The unnamed leading role (Martin McCann) is a man who spends his days scraping out the most basic kind of existence in a Northern Irish forest. When strangers Kathryn (Olwen Fouere) and Milja (Mia Goth) happen upon his isolated farmstead, a deal is struck for the three of them to live together. It’s an uneasy truce of necessity that grows increasingly complicated when his relationship with Milja begins to deepen.
There is no splintered city remains, no remarkable journeys through forsaken lands. His focus is firmly on the changing aspects of this threesome and, more specifically, on the nature of gender politics and sexual desire when social rules have been stripped away. Forced to live in such a confined space, with little food and nothing with which to barter other than themselves, the interplay between man and women – and, more interestingly, between the two women themselves – is one of corrupt character, driven by suspicion, need and ever-changing allegiances. Any of them, it’s obvious, will do whatever it takes to be the survivalist.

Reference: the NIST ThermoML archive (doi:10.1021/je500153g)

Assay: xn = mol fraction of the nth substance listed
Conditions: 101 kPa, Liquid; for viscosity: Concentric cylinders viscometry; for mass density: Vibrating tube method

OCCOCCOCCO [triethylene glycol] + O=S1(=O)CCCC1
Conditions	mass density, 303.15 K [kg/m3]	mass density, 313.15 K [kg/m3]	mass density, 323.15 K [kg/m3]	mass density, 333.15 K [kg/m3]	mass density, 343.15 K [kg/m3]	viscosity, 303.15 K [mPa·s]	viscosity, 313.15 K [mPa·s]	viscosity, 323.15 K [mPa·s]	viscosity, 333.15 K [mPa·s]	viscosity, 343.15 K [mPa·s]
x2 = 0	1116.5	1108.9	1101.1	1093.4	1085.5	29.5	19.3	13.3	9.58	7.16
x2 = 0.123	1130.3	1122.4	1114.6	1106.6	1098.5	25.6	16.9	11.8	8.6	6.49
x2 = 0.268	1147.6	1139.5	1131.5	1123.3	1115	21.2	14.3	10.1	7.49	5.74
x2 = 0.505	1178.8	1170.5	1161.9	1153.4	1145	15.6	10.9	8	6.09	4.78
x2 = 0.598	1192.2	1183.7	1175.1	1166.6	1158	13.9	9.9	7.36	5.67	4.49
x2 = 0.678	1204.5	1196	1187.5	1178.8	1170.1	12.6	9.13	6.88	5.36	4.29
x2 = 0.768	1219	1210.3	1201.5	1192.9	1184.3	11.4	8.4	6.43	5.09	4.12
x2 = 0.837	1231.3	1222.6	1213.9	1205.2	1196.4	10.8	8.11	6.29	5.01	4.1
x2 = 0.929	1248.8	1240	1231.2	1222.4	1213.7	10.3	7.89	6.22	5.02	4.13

Given the stimulating themes it’s exploring, and the explicit nudity (both male and female), this account could easily have submitted to cliché and, worse, exploitation, but the exceptional cast carries both its dramatic weight and emotional heart.
The Survivalist is a superb, thought-provoking film that, despite its dreary focus, has a surprisingly inspiring message about the potential of human connection.